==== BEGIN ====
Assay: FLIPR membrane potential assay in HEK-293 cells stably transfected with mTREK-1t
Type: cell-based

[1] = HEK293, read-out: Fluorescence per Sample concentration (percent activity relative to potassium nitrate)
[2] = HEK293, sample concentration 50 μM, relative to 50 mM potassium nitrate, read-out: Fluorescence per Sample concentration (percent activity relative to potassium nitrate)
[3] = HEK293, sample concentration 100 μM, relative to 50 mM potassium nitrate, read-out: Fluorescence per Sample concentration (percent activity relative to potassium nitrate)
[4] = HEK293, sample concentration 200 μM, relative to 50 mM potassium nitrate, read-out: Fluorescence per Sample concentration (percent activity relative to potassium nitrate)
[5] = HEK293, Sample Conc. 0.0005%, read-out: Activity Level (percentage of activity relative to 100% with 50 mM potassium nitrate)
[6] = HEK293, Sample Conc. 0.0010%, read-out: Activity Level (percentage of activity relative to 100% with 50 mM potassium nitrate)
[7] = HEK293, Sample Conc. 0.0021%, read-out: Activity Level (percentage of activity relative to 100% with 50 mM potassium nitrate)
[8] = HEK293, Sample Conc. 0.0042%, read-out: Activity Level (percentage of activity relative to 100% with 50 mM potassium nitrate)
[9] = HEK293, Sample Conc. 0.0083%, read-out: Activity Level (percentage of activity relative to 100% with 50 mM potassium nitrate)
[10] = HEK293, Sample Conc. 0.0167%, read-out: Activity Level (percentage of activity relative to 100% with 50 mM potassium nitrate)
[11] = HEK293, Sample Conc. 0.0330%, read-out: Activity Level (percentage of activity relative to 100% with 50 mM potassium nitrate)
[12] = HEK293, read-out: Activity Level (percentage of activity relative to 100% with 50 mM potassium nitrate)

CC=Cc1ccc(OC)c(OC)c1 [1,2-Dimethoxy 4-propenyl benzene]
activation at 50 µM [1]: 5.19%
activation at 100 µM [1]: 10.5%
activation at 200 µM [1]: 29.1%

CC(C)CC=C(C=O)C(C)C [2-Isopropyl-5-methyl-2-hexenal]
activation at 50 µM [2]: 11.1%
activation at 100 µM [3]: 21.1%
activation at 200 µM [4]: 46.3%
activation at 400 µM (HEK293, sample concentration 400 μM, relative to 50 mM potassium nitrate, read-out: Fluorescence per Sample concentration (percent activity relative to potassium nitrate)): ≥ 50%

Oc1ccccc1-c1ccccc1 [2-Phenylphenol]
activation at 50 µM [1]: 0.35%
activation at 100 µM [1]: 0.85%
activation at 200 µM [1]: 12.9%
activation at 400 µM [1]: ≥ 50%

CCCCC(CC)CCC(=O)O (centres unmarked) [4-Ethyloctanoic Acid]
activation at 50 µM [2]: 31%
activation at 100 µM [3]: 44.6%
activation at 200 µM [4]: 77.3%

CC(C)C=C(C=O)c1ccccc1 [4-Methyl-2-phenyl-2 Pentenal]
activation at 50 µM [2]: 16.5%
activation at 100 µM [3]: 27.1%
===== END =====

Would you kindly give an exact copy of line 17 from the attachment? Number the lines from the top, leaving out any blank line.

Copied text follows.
activation at 100 µM [1]: 10.5%